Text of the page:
Chinese bid to ‘wrest oil pricing power’ from global suppliers

A Chinese flag in front of a refinery in Shanghai. (AFP)
Updated 27 March 2018
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Chinese bid to ‘wrest oil pricing power’ from global suppliers

LONDON: China is making an audacious bid to grab more pricing influence in the international crude market with the launch of the first yuan-denominated futures contract in Shanghai. In an interview with Arab News, Emma Richards at BMI Research said: “This is about developing a benchmark that reflects supply and demand dynamics in the region.
“By extension you can see this as an attempt by China to wrest some pricing power away from its suppliers, although ultimately — at least in the long run — it’s the fundamentals of global crude supply and demand that will set the price.”
But energy consultancy Wood Mackenzie was more forthright. It said: “With the launch of the Shanghai futures exchange, China is making its ambitions clear and is asking for its fair share in having more influence in crude oil pricing.”
The contract is the first Chinese futures product that can be traded by overseas entities without a presence in China. Analysts said the move also illustrated Beijing’s latest step toward promoting global use of its currency. China overtook the US as the world’s largest oil importer last year, but the main oil benchmarks are determined in London and New York and priced in dollars.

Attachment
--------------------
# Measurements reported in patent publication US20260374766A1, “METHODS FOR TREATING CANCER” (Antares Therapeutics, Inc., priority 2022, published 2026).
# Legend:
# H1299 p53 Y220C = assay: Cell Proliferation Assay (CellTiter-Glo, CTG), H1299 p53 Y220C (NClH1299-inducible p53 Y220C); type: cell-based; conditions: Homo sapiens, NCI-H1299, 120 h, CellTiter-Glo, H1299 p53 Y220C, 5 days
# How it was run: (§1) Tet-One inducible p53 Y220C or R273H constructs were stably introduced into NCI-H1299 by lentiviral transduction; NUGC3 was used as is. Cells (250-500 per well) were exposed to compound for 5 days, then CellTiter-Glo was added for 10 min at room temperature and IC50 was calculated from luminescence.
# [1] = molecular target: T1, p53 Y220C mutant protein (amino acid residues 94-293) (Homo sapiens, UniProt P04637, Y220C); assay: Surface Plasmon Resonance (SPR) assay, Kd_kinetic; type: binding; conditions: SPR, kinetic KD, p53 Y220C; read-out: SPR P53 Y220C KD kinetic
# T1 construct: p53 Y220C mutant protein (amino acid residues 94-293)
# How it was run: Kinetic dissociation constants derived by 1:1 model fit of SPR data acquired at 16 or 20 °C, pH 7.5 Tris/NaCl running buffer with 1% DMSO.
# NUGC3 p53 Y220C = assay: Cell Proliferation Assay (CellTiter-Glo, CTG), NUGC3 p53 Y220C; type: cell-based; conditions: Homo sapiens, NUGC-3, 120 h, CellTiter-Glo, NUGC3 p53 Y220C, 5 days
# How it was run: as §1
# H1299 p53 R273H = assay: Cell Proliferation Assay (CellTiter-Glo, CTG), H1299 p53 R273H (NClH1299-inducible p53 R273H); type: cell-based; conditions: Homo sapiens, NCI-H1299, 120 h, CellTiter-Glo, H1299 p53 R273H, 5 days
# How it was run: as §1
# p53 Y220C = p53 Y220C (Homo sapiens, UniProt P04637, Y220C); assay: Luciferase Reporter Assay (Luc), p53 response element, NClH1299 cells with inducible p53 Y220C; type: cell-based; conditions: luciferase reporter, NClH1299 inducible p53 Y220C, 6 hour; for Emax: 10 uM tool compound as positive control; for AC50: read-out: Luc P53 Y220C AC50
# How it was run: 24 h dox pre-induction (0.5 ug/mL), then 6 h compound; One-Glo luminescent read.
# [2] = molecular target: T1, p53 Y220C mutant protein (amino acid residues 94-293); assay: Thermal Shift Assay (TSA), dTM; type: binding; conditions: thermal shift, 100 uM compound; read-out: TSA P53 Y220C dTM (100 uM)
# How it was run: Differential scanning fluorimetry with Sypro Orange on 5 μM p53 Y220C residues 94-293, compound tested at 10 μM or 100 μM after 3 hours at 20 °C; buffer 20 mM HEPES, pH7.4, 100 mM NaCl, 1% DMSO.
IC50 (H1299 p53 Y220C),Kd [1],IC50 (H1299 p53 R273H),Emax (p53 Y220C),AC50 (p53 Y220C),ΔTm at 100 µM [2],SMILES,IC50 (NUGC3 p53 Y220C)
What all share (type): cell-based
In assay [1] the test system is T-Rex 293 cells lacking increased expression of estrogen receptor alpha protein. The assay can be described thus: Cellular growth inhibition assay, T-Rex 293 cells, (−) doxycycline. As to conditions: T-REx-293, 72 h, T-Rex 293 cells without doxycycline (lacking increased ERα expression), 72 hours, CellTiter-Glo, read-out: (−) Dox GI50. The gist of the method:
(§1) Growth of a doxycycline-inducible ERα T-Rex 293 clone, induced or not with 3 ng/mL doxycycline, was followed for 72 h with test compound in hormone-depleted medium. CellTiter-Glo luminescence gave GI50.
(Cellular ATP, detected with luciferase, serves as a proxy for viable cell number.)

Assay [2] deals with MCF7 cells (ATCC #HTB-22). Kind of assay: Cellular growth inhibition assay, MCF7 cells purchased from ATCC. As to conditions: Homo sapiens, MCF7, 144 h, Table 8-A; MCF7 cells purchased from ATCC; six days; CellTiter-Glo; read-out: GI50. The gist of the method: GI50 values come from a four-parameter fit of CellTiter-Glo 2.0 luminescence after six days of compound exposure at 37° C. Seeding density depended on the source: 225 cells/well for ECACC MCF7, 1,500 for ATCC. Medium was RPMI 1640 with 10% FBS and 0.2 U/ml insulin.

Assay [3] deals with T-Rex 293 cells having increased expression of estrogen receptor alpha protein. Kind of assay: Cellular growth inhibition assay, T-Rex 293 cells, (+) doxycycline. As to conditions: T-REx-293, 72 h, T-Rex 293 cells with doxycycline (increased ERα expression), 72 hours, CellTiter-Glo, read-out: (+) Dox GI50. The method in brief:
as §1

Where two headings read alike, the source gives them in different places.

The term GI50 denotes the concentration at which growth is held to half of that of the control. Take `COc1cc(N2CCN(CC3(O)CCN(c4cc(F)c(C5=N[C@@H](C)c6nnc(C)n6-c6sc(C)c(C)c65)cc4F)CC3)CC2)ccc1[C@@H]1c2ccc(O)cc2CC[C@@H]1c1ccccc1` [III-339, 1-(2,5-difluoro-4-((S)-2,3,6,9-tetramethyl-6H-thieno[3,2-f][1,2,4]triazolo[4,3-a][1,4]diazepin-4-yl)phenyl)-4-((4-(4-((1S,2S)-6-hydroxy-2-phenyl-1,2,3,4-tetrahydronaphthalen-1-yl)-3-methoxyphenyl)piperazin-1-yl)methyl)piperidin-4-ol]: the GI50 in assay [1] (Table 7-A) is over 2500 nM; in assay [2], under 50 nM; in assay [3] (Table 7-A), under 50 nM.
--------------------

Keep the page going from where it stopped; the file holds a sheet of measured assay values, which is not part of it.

WoodMac said: “This will help the Chinese government in its efforts to internationalize the currency.” Seven grades of crude oil are involved in the yuan denomianted futures contracts: Basrah Light (Iraq), Oman blend (Oman), Dubai (UAE), Upper Zakum (UAE), Qatar marine (Qatar), Masila (Yemen) and Shengli (China).
Richards said if crude sold into Asia is ultimately priced off the new contract, “then it’ll become central to the global market, more so than WTI or Brent. “And that’s incentive enough for producers in the Middle East to take an interest,” she said.
WoodMac said, as a start they expected more influence on Basrah Light and Oman prices as they account for a significant portion of contract volumes. “China imports about 600,000 barrels per day of Oman crude. This is large enough to start influencing Oman prices, which are retroactively set by the Oman Ministry of Oil and Gas.”
Crude suppliers such as those from the Middle East and the US may eventually have to ensure that pricing of their crude to China remains competitive with China’s marker grades, said the consultancy.
It added: “Once established, China’s reference crude prices could also act as a regional benchmark for negotiations of spot or term crude oil prices in other markets, such as Japan and South Korea.” But whether the yuan will ever be able to compete with the dollar when it comes to oil pricing is open to question.
Bloomberg said that overseas oil producers and traders would need to swallow not just China’s penchant for occasional mar-ket interventions but also its capital controls.


Saudi finance ministry sells 3.95 bln riyals of domestic sukuk

Updated 8 min 47 sec ago
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Saudi finance ministry sells 3.95 bln riyals of domestic sukuk

RIYADH: Saudi Arabia’s finance ministry sold 3.95 billion riyals ($1.05 billion) of domestic sukuk in its monthly sale by re-opening an issue originally made last month, the ministry said.
It sold 3.35 billion riyals of five-year sukuk, 350 million riyals of seven-year and 250 million riyals of 10-year.
Last month, the ministry sold 5.0 billion riyals of domestic sukuk.